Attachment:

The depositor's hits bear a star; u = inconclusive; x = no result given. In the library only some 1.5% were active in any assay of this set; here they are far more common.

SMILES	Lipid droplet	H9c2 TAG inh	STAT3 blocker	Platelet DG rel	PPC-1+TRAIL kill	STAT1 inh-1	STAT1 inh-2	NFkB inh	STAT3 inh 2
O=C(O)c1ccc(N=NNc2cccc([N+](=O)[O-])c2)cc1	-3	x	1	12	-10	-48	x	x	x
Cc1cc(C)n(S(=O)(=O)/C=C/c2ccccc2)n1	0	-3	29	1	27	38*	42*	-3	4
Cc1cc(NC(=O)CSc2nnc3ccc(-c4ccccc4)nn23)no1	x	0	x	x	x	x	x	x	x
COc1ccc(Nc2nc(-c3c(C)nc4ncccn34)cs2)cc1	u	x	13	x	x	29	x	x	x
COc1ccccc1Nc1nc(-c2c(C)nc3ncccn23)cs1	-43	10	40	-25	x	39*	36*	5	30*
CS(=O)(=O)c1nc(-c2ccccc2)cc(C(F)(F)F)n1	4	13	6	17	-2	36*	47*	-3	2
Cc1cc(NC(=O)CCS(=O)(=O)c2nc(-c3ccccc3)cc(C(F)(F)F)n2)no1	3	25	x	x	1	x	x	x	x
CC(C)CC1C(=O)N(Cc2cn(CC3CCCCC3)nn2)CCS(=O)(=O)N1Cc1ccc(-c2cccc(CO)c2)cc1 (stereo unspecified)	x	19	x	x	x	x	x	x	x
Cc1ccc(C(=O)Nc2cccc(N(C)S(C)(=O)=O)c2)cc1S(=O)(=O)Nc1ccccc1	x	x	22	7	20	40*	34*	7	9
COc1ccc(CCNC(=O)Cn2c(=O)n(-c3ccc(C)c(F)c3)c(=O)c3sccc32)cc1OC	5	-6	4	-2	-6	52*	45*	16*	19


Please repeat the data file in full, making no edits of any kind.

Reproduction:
The depositor's hits bear a star; u = inconclusive; x = no result given. In the library only some 1.5% were active in any assay of this set; here they are far more common.

SMILES	Lipid droplet	H9c2 TAG inh	STAT3 blocker	Platelet DG rel	PPC-1+TRAIL kill	STAT1 inh-1	STAT1 inh-2	NFkB inh	STAT3 inh 2
O=C(O)c1ccc(N=NNc2cccc([N+](=O)[O-])c2)cc1	-3	x	1	12	-10	-48	x	x	x
Cc1cc(C)n(S(=O)(=O)/C=C/c2ccccc2)n1	0	-3	29	1	27	38*	42*	-3	4
Cc1cc(NC(=O)CSc2nnc3ccc(-c4ccccc4)nn23)no1	x	0	x	x	x	x	x	x	x
COc1ccc(Nc2nc(-c3c(C)nc4ncccn34)cs2)cc1	u	x	13	x	x	29	x	x	x
COc1ccccc1Nc1nc(-c2c(C)nc3ncccn23)cs1	-43	10	40	-25	x	39*	36*	5	30*
CS(=O)(=O)c1nc(-c2ccccc2)cc(C(F)(F)F)n1	4	13	6	17	-2	36*	47*	-3	2
Cc1cc(NC(=O)CCS(=O)(=O)c2nc(-c3ccccc3)cc(C(F)(F)F)n2)no1	3	25	x	x	1	x	x	x	x
CC(C)CC1C(=O)N(Cc2cn(CC3CCCCC3)nn2)CCS(=O)(=O)N1Cc1ccc(-c2cccc(CO)c2)cc1 (stereo unspecified)	x	19	x	x	x	x	x	x	x
Cc1ccc(C(=O)Nc2cccc(N(C)S(C)(=O)=O)c2)cc1S(=O)(=O)Nc1ccccc1	x	x	22	7	20	40*	34*	7	9
COc1ccc(CCNC(=O)Cn2c(=O)n(-c3ccc(C)c(F)c3)c(=O)c3sccc32)cc1OC	5	-6	4	-2	-6	52*	45*	16*	19